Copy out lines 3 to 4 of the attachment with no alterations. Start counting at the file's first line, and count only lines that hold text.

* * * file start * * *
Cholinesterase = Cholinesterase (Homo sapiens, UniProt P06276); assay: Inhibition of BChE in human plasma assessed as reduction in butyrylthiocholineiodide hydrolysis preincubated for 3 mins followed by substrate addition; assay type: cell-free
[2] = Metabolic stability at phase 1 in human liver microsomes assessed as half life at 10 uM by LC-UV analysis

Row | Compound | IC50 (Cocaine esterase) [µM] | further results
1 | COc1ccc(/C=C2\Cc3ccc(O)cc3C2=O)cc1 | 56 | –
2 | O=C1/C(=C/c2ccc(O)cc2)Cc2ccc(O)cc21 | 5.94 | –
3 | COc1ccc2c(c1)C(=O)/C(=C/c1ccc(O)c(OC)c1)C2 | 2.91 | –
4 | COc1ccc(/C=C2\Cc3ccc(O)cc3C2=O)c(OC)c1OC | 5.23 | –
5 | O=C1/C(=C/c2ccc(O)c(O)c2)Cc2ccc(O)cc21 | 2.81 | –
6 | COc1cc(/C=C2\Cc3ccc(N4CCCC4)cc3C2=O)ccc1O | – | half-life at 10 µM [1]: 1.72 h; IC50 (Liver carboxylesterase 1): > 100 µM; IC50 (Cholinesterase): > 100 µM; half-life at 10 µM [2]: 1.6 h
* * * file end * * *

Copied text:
Row | Compound | IC50 (Cocaine esterase) [µM] | further results
1 | COc1ccc(/C=C2\Cc3ccc(O)cc3C2=O)cc1 | 56 | –